These aren't my own words, but that of Dr. Thompson on the TAXACOM listserve. But, I do think the information is very interesting, something I didn't know of before and wanted to share. The original message is at the TAXACOM online archives.
"What is more important are the kinds of flies that Linnaeus knew. The most curious in respect to history, is Musca cellaris, described on page 597 [in the Systema Naturae]. Today this name is forgotten due to the fear of geneticists who don't want to recognize the fact that Linnaeus knew Drosophila melanogaster (Meigen 1830). Linneaus loved wine and beer, and described the little flies which are attracted to fermented fruits as Musca cellaris, the fly of the wine cellars. Later Kirby and Spence put this species in its own genus, Oinopota (from the Greek for wine drinker). So by the Official rules of Nomenclature (ICZN) Linnaeus never knew Drosophila nor the species was unknown to the authors of the first text in Entomology."
Curiosly, AnimalBase reports the name Musca cellaris as available. Meaning that it is what is referred to as a nomen dubium ("doubtful name") in taxonomy. Though Meigen described Drosophila melanogaster in 1830, in the 1881 the article How to make vinegar in The Household Cyclopedia of General Information referred to the vinegar fly as Musca cellaris. Did the author recognize Linnaeus' priority or was he or she working under the opinion that Drosophila melanogaster and Musca cellaris were separate taxa? Granted this was before the rise of genetics. It was the geneticists who supressed the more appropriate linnaean name in favor of Drosophila melangaster, whom they had grown to know and love. Drosophila means "lover of dew". I think I prefer a happy drunk fly instead.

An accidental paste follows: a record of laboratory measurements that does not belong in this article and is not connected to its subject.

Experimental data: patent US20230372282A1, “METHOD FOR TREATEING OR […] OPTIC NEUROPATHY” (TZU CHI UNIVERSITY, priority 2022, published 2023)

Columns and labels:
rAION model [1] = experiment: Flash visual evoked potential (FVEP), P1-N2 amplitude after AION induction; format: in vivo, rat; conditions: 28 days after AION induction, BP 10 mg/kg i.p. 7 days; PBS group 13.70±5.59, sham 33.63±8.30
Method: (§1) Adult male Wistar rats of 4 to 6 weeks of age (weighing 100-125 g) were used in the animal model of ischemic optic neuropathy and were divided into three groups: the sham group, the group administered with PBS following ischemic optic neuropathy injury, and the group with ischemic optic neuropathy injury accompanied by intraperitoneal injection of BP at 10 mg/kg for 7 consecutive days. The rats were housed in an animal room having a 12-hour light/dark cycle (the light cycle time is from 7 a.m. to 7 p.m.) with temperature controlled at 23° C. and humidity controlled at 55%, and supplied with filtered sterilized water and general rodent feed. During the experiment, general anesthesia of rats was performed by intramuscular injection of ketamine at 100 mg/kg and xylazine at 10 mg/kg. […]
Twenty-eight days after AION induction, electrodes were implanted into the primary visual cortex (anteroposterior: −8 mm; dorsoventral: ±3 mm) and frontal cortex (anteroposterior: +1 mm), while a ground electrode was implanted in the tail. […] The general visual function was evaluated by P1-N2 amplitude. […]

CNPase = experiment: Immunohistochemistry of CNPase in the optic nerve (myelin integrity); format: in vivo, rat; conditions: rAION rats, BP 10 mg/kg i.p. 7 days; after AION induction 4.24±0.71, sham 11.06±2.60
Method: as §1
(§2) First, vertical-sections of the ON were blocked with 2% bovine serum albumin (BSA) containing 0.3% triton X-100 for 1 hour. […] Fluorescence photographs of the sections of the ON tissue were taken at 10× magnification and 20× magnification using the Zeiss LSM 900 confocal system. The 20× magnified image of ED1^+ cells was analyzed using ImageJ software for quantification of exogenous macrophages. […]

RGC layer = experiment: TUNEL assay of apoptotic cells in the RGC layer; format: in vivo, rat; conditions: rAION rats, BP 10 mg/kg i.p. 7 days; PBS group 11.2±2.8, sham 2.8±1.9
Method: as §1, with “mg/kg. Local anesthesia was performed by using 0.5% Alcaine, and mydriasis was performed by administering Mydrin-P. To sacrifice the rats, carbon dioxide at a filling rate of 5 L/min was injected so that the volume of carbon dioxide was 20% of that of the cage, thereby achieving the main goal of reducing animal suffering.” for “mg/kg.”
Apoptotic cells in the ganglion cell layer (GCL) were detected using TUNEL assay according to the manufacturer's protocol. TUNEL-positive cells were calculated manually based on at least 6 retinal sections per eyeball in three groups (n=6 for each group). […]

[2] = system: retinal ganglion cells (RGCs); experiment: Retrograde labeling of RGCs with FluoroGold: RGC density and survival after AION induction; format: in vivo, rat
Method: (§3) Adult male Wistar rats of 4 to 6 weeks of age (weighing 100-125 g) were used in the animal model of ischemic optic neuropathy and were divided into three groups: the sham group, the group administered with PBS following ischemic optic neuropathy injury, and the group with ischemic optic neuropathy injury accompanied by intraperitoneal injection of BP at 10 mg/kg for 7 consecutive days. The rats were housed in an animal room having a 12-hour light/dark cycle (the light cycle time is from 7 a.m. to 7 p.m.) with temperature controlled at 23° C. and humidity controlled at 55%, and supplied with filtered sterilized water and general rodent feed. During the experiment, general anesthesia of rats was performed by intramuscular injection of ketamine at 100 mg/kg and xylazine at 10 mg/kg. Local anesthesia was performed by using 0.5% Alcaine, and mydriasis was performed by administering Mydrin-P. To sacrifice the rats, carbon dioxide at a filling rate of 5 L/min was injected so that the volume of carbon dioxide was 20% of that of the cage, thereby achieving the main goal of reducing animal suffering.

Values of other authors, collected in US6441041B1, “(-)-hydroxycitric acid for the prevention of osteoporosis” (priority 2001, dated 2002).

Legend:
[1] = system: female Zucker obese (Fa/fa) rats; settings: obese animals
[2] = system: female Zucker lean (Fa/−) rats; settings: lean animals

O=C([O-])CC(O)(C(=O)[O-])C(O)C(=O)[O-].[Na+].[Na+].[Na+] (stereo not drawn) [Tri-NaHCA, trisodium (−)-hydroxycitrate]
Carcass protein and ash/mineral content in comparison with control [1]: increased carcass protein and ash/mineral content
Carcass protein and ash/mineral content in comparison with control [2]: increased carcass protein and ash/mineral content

*Update: Christopher Taylor has another perspective of fly name conundrums. RPM also weighs in.